Assuming that the RBI’s presses started printing the new currency in October after Urjit Patel took over as RBI Governor in early September, what this implies is that it took the central bank about two months to print 1.7 billion new notes even as it supplied—not necessarily printed —at its four facilities in the country. A subsequent release from the central bank, on December 13, updated these figures and said cash valued at Rs.4.61 lakh crore had been “issued”. Significantly, the RBI said it had issued 21.8 billion pieces of currency, of which 20.1 billion were in small denominations ranging between Rs.10 and Rs.100. Curiously, the second RBI release did not provide a breakdown of the various denominations that had been issued, unlike in its earlier release. Clearly, the game plan is to confuse volumes and values of currency issued but to never provide both simultaneously, which would expose the political and economic leadership to ridicule, anger and public humiliation.

However, reasonable conjecture based on the arbitrary information released by the RBI leads one to the conclusion that the overwhelming proportion of new notes issued are in the Rs.2,000 denomination. This is corroborated by the fact that almost two months after demonetisation, few people have even seen the new Rs.500 note, let alone get their hands on one. In fact, Department of Economic Affairs Secretary Shaktikanta Das said on December 15 at his press conference that the “focus” of the government would be on releasing the 500-rupee note. In an admission that makes a mockery of basic principles of money supply, Das admitted that the government’s earlier focus on the 2,000-rupee note was dictated by the logic of quickly filling, in value terms, the vacuum created by the suction of 86.4 per cent of the value of currency in circulation.

Significantly, Das claimed that 50 per cent of the value of the currency that was pulled out would be replaced by the end of December. He gave no logic or data about how this miracle was going to be wrought, but the logic of simple arithmetic suggests that this may take at least several months. Of course, the simple solution could be to print even more 2,000-rupee notes, which would lead to even more chaos, given that already the new pink note is a denomination nobody, except, of course, the hoarders of illegitimate wealth, seems to want.

Matters have been clouded by various comments from within the establishment and without. For instance, Jaitley remarked earlier that the move towards a “cashless” society may result in a situation in which the value of the currency that is replacing the ones it displaced need not be equal. In other words, fewer notes may need to be printed, seemed to have been his contention. Others such as S. Gurumurthy, well-known chartered accountant and ideologue of the Rashtriya Swayamsewak Sangh (RSS), predicted that the 2,000-rupee note may itself be demonetised later. In an interview to a television channel, Gurumurthy said that the 2,000-rupee note may only have a life as “a stop-gap arrangement”. While distancing his position from that of the government, Gurumurthy also indicated that the 2,000-rupee note may have been issued only to quickly fill the vacuum caused by the sudden and dramatic move to demonetise virtually the entire Indian currency system overnight. If that is indeed so, it is scary because it suggests that not only was the demonetisation ill-planned, it is an ongoing exercise that will last far longer than what the country has been told. Apart from this, it also indicates the undermining of the critical role of public trust in the stability of a currency regime.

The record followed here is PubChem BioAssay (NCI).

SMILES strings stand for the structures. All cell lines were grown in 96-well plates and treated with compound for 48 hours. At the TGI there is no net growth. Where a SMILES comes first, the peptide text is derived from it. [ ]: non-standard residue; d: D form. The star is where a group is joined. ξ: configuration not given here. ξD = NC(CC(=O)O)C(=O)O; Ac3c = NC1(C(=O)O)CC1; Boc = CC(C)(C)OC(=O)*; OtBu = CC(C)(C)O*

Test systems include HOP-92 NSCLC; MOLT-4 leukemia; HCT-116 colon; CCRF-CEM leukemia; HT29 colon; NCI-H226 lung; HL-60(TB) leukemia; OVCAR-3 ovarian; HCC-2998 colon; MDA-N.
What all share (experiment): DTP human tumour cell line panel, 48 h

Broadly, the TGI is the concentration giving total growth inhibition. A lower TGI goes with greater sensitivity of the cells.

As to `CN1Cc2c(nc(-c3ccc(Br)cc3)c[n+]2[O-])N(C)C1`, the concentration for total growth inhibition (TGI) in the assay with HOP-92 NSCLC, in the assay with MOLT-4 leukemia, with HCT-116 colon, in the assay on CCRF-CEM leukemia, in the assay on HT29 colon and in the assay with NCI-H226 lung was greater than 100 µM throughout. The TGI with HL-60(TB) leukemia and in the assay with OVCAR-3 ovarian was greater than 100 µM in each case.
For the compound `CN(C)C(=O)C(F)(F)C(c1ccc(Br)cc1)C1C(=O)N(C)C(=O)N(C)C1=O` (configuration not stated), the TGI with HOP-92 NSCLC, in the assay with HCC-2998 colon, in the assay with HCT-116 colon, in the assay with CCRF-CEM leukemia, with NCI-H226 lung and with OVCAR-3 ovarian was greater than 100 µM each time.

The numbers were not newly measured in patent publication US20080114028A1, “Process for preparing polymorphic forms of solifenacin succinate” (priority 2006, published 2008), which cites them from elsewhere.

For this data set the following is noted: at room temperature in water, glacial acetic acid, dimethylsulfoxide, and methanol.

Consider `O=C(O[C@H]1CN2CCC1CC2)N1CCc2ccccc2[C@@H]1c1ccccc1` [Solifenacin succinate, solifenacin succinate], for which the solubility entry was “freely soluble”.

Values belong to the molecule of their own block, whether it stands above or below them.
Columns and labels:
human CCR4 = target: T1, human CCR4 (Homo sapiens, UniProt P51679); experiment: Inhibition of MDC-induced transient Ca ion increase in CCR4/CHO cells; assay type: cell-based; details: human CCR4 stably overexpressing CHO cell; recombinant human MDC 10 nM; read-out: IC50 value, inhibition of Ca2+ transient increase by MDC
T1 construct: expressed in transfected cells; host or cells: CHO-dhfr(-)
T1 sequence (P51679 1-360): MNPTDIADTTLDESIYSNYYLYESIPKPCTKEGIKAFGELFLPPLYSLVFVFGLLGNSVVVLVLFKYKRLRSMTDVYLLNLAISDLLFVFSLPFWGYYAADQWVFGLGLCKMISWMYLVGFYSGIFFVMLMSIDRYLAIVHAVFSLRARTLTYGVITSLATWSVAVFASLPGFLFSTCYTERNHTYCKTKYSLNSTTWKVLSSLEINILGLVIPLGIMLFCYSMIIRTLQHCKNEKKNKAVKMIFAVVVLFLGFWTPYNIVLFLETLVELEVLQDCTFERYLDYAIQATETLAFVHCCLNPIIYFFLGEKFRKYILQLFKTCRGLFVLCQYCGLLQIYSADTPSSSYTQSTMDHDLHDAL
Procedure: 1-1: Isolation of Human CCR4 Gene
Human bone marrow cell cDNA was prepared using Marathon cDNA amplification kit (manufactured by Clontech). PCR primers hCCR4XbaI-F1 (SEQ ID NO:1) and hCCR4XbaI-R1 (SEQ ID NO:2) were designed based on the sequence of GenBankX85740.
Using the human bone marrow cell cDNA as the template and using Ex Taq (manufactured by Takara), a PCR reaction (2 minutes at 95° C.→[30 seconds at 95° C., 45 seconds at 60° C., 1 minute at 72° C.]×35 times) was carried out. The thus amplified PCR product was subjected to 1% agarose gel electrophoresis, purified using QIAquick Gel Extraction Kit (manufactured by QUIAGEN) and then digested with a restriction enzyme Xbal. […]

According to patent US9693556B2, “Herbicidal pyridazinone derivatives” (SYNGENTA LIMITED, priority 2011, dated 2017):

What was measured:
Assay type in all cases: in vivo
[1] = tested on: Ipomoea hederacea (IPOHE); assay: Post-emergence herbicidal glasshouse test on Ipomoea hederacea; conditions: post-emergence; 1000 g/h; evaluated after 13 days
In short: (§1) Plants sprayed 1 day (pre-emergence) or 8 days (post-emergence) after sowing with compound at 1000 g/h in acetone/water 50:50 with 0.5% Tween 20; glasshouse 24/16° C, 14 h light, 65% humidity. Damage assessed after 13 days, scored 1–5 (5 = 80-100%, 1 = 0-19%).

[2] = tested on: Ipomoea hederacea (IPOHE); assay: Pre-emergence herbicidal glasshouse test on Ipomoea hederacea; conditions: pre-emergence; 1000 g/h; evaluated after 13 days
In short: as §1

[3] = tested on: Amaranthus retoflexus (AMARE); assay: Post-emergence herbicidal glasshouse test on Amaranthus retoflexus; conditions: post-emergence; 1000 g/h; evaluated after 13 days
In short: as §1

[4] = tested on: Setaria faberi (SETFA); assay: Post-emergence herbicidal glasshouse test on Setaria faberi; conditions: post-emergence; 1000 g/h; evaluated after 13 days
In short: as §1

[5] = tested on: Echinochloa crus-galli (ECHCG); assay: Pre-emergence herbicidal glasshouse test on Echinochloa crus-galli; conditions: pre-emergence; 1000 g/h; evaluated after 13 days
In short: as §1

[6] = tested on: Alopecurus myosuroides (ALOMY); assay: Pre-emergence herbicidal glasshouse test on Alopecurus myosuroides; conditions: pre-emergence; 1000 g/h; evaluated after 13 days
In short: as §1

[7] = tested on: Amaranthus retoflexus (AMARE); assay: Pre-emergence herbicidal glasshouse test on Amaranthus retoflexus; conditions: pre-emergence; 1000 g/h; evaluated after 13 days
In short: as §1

While this pertains to the opacity of the system in terms of the sheer production of currency, at the distribution level there is even greater chaos. The fact that the RBI has not revealed the quantities and values of currency deployed by the different banks/branches and across States has led to widespread allegations that the distribution system has been whimsical and arbitrary, putting ordinary people’s lives and livelihoods in jeopardy. This issue is already assuming serious political dimensions, with people making allegations of “special treatment” to BJP-ruled States or to Modi’s parliamentary constituency, Varanasi.

Fallacious defence